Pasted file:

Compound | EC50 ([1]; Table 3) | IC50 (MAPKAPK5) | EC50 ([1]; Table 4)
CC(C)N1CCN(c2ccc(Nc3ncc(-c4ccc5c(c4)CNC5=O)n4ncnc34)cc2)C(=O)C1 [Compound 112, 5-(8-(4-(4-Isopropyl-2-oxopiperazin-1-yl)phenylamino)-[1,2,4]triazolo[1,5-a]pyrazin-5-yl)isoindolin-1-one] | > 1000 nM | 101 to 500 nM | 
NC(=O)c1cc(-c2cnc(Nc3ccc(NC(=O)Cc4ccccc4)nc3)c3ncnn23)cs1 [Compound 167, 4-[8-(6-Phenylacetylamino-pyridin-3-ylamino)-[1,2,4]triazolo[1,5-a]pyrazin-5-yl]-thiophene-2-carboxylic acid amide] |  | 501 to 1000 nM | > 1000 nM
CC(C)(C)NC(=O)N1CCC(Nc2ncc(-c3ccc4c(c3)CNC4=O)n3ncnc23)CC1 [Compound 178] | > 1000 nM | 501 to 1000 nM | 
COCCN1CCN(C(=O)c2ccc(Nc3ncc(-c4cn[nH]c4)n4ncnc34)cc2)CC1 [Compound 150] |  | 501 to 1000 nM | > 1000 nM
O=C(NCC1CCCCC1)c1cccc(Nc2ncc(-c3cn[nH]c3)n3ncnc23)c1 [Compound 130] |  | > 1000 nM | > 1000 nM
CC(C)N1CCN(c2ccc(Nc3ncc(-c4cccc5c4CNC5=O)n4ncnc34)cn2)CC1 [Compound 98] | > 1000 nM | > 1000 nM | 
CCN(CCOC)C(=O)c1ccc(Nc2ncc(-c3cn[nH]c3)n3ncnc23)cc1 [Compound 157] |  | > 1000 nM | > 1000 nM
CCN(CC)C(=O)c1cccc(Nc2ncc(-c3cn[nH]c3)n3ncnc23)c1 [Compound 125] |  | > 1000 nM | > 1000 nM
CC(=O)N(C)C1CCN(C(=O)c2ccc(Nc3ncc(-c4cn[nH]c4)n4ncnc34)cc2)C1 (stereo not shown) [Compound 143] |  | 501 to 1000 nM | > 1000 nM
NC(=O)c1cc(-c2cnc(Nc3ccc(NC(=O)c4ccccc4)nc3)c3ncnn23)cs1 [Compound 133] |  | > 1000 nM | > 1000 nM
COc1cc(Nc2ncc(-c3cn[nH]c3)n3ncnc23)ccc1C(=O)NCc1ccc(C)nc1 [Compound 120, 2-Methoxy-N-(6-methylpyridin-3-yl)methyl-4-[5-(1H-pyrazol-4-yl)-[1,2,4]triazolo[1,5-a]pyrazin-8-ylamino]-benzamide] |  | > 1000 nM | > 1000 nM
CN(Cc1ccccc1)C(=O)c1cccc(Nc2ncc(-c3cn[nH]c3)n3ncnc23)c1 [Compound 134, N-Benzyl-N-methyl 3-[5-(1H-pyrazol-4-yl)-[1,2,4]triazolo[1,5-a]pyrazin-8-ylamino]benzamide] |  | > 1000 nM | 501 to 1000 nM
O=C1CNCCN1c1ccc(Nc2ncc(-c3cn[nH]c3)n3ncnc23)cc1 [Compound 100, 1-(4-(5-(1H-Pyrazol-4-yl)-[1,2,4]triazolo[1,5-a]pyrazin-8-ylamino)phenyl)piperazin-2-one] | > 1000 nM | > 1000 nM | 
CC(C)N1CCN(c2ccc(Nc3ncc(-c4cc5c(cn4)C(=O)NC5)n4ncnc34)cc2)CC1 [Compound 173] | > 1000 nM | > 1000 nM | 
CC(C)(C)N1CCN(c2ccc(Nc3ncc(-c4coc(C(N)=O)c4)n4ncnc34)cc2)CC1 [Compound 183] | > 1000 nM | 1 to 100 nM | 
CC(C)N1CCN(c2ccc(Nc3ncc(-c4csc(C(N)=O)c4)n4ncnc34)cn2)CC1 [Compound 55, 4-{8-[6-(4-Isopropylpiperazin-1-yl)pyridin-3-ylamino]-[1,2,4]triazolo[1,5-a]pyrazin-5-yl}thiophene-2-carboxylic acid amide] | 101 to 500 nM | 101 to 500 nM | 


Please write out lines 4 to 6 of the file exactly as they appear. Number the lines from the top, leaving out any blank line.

CC(C)(C)NC(=O)N1CCC(Nc2ncc(-c3ccc4c(c3)CNC4=O)n3ncnc23)CC1 [Compound 178] | > 1000 nM | 501 to 1000 nM | 
COCCN1CCN(C(=O)c2ccc(Nc3ncc(-c4cn[nH]c4)n4ncnc34)cc2)CC1 [Compound 150] |  | 501 to 1000 nM | > 1000 nM
O=C(NCC1CCCCC1)c1cccc(Nc2ncc(-c3cn[nH]c3)n3ncnc23)c1 [Compound 130] |  | > 1000 nM | > 1000 nM